For Paul’s letters, a suitable length is normally one paragraph, or a maximum of two - a paragraph being a collection of sentences forming one unit of thought. For the Gospels, this would be one parable, or the account of one event in the ministry of Jesus. For Old Testament narratives, a single story is ideal, which will be around the length of one chapter.

3. Write or type out the passage

I find that it is very helpful to have a copy of the text to work on with a larger print font than most printed Bibles. If you have access to an on-line Bible, or Bible software, you can print out the passage you have chosen.

It is also very helpful to use the word processor to lay out the text in a fairly logical manner, giving more space in the margins and between the sentences. Double-spacing can also be beneficial. You can lay out the text according to the sentence structure, so a new line is started for each sentence, when someone is speaking, or where there are quotations from the Old Testament. Lists can be set out in a column, reasons or results can be indented, and contrasts can be shown clearly in the layout. This process is described in much more detail on the text layout page.

Here is a short example: (Romans 1:16-17)

  For I am not ashamed of the gospel;
    it is the power of God for salvation to everyone who has faith,
      to the Jew first and also to the Greek.

  For in it the righteousness of God is revealed through faith for faith;
    as it is written,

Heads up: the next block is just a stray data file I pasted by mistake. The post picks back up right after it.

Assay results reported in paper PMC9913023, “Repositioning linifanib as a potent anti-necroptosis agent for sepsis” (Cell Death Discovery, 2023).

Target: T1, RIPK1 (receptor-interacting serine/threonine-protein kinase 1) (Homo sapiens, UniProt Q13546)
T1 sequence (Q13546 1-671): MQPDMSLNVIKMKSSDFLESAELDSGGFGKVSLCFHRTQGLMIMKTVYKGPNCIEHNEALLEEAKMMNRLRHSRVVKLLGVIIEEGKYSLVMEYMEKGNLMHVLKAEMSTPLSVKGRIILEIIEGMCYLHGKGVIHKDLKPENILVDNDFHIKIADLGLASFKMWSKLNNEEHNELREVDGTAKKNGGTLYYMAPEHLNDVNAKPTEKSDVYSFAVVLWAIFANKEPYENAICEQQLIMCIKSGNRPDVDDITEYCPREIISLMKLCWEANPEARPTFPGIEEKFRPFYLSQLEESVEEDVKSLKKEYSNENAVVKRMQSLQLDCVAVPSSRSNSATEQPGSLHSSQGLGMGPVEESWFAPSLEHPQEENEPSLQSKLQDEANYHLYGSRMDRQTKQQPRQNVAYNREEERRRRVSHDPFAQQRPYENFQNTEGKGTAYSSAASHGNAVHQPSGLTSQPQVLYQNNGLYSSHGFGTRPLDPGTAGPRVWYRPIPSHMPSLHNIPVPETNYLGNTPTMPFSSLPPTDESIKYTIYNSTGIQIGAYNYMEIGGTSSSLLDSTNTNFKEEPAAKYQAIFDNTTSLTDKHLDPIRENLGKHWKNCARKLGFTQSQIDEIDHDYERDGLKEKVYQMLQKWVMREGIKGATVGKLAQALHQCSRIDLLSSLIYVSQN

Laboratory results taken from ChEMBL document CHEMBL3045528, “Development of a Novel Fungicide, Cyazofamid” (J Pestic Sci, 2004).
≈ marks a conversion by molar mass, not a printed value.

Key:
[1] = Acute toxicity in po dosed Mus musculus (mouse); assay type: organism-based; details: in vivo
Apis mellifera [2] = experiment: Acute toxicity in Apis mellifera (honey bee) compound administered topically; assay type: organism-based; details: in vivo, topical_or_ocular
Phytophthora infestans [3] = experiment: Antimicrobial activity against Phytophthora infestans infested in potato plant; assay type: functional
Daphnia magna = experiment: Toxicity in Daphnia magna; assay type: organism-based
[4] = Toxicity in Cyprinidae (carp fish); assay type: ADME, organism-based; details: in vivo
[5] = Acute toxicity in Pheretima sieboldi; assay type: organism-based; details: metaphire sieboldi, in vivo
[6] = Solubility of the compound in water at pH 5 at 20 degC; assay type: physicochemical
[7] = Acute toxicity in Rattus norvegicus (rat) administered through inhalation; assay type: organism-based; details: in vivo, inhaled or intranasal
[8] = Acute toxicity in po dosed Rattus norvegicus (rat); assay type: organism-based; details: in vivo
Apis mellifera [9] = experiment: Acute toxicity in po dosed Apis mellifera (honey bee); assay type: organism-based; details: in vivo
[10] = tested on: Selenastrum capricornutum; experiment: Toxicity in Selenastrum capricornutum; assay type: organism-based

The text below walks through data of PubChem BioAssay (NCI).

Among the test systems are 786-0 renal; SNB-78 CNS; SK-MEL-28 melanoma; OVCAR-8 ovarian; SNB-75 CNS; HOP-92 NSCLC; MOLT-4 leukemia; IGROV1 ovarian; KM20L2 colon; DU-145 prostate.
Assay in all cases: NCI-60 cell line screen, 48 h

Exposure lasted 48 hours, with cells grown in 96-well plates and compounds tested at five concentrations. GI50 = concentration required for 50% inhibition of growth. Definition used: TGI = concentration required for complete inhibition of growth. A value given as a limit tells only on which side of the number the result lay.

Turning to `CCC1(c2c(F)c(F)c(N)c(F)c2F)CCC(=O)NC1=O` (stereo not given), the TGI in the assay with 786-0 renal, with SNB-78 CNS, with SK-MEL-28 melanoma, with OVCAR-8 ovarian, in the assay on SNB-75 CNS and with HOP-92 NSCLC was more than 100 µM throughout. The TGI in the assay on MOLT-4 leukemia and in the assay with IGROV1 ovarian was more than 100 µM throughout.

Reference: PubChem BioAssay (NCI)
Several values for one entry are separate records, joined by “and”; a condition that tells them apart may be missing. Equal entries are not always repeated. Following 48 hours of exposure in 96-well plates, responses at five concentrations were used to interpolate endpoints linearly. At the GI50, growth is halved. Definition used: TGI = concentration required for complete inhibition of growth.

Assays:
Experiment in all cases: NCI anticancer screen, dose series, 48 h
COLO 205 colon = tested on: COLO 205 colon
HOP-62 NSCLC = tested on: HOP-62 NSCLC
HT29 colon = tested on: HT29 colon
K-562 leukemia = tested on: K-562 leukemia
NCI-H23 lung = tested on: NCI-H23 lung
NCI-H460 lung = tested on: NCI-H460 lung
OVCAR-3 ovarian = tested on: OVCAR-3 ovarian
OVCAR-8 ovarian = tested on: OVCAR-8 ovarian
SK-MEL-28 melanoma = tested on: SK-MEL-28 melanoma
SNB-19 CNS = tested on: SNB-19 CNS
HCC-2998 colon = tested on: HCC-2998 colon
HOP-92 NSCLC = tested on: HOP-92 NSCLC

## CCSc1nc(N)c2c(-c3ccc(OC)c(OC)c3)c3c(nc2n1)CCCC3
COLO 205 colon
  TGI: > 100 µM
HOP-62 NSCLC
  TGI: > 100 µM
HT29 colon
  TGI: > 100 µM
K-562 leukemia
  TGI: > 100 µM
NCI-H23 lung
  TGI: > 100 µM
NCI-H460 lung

“The one who is righteous will live by faith.”

This is so much easier to work on, and clearer to study from than the way it is printed in the Bible:

For I am not ashamed of the gospel; it is the power of God for salvation to everyone who has faith, to the Jew first and also to the Greek. For in it the righteousness of God is revealed through faith for faith; as it is written, “The one who is righteous will live by faith.”

4. Observe the text carefully

This is the time to study the passage in detail, looking to see what it actually says. During your observations, I suggest that you aim to read it through at least ten times. At this stage, resist the temptation to ask what it means, or how it is applied today. Spend some quality time looking at the text carefully, and becoming familiar with it.

These are some of the things to look for:
Who are the main characters? (also, identify the pronouns which refer to them)
What do we learn about the main characters?
What are they doing? What are they saying? Who are they talking to?
What emotion or atmosphere is seen?
Timing - when? Look at verb tenses (past, present, future)
Geography - where? Look at a map.
Look for repeated words and themes.
Look for contrasts and comparisons.
Look for quotations from OT. Find out which passage the author is quoting.
Look for figures of speech and figurative language.
Look for reasons (so, because), and results (so that)
Look for conclusions (therefore) and summary statements.
Look for commands and warnings.
Identify the significant words, whose meaning is crucial to the passage.

It is very helpful to mark the text using coloured pencils, so you can see the main characters, repeated words and other observations very clearly. When you observe something, make sure you make a note of it on a piece of paper.

A more detailed list of observation questions are available on the observation questions page.

5. Interpret the text